I haven’t seen any reliable and public stats for VoD session quality in managed networks, but you only need to glance at some Web forums to see that things aren’t as rosy as VoD system vendors and operators would have us believe, even in a walled garden environment where QoS is supposedly guaranteed. I’ve been using such a managed service at home for 5 years now and with maybe 60 films rented, I can say that about one time in 10 the VoD viewing experience gets interrupted or even cancelled. If I’m then prepared to spend 10 minutes to half an hour on the phone, I can get a refund.
Now if I ask you where are TV stations focussing their attention at the moment, the BBC’s iPlayer will probably come to mind. With an iPlayer type of service TV stations’ increase the value of their own content by making it available after airtime (I guess a very expensive premium service will one day let you access the content before airtime). Their content is being transmitted over IP on a one-to-one basis using their brand name. So TV stations are getting caught up in the Quality of Experience issues themselves.
But beyond the iPlayer example, as the IPTV ecosystem matures, different stakeholders are emerging. In some markets, one operator will provide head-end services for another competitor. Elsewhere, wholesaling is becoming commonplace. Take for example Cable & Wireless in the UK who can carry IPTV streams from a third party head end to someone else’s DSLAM. Their responsibility - enshrined in an SLA - is to deliver the content with the same quality the received it. Traditional network QoS metrics don’t always capture the whole picture. If the TV service is also monitored end-to-end wholesalers can commit to SLA’s.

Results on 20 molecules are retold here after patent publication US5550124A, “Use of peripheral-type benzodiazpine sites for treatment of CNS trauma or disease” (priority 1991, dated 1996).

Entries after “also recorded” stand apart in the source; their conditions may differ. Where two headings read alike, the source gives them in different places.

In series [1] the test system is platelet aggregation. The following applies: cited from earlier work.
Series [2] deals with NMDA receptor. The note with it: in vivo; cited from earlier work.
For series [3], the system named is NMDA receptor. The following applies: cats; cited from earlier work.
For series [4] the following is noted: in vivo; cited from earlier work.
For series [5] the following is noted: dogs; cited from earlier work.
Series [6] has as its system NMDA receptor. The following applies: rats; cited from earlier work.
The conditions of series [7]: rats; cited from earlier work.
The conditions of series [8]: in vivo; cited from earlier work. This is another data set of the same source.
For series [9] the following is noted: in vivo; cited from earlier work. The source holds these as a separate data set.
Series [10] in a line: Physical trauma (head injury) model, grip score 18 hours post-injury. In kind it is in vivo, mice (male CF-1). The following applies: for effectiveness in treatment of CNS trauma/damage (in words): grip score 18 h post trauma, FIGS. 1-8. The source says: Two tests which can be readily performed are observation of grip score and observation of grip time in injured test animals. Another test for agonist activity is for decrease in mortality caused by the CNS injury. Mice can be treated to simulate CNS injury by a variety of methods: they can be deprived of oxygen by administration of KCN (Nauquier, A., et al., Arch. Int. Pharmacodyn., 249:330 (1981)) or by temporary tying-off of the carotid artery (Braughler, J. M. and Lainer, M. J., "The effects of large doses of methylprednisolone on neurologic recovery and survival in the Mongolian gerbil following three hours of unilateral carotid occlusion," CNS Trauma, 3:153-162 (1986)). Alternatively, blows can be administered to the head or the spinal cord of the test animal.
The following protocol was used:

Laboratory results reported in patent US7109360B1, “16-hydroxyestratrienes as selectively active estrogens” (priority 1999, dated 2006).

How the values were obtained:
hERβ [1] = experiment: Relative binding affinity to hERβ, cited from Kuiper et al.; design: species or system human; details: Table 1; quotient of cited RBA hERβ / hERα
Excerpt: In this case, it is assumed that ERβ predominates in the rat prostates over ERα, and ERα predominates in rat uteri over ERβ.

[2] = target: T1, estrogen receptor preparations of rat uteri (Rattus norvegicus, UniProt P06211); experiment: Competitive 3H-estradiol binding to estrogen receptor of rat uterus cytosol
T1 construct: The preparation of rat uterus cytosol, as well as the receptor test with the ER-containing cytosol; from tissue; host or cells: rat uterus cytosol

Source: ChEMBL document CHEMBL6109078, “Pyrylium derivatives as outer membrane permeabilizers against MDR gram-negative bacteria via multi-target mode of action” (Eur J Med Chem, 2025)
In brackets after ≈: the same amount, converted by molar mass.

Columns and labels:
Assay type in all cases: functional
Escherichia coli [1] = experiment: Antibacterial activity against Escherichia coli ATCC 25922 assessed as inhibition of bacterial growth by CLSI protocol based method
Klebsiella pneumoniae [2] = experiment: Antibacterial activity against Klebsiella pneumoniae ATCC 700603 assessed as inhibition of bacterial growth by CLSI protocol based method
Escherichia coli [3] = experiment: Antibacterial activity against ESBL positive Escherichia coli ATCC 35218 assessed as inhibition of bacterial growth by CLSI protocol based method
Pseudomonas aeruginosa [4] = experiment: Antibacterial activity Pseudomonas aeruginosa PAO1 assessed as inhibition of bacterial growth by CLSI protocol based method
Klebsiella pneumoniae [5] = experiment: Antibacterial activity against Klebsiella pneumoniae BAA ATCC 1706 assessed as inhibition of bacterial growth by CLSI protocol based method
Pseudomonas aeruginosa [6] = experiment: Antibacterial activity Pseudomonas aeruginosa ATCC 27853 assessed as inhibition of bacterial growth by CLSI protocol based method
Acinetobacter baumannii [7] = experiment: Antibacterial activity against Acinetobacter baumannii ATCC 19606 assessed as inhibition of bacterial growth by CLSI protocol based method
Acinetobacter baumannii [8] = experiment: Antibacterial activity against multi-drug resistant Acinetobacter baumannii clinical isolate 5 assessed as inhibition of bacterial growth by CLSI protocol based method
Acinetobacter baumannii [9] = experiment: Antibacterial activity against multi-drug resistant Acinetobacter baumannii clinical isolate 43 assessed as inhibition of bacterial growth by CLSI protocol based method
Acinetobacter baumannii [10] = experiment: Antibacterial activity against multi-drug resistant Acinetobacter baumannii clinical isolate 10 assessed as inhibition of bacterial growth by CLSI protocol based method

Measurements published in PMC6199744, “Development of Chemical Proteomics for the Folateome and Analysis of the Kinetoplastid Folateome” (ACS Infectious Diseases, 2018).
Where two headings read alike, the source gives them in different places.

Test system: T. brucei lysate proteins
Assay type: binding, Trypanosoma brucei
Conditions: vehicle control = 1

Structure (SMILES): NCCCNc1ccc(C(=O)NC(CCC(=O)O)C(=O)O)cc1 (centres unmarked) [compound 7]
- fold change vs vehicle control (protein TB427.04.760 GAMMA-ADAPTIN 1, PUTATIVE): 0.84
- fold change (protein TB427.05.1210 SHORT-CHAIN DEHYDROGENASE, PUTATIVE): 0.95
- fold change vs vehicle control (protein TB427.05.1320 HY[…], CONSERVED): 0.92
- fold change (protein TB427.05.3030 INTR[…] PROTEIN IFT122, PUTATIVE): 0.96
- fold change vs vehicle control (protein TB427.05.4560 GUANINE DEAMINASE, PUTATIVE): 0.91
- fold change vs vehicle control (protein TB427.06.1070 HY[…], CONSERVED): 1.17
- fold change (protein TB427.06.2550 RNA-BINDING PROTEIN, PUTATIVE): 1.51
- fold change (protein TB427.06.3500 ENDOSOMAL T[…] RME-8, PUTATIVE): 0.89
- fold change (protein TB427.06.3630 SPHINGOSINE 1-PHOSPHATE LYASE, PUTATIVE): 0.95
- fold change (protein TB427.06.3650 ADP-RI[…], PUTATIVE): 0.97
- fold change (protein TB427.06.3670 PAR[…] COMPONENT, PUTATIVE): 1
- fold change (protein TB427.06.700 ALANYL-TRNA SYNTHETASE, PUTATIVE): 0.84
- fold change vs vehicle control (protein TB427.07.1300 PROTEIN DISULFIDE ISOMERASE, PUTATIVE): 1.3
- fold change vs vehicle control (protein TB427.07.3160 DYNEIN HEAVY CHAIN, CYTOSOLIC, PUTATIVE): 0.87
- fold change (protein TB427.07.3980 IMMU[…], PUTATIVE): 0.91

Here in France one sees some pretty complex setups with for example a Bouygues Telecom IPTV customer having a service delivered through an SFR network when the video head end service is provided by Canal+. In this case Bouygues Telecom would also have an agreement with Orange to rent the last mile.
Over-the-Top or OTT content has mainly been associated with free YouTube like services; that too is changing. Even in the unlikely event that it does stay totally free, there’s only one YouTube so the quality of service delivered to people’s sitting rooms will be a key differentiator.
The emerging playing field forces the larger content creators like France Télévisions to look further down the distribution line. Even as far down as the person in front of the screen. Their distribution possibilities are also exploding while presenting differing technical challenges in terms of Quality of Experience. In the IP space, should they concentrate their efforts on Telco-TV distribution or should they be putting more effort into their own OTT distribution? TV widgets present one of the greatest threats and opportunities they have seen for years.
To remain relevant and retain their independence TV stations will seek means of leverage to control or at least to influence different distribution channels or sometimes just to be able to make an informed choice as to which one to use. Their content represents their fundamental value so it’s only not surprising that they’ll want to protect both its quality and its integrity.
That’s why – Justin- I believe the Ineoquest deal is significant. Now will you post this?
1 thought on “Why Iid invest in TV monitoring if I were a banker”
[…] I posted recently (here), a changing content landscape with new stakeholders will vastly increase the needs for monitoring. […]
You must log in to post a comment.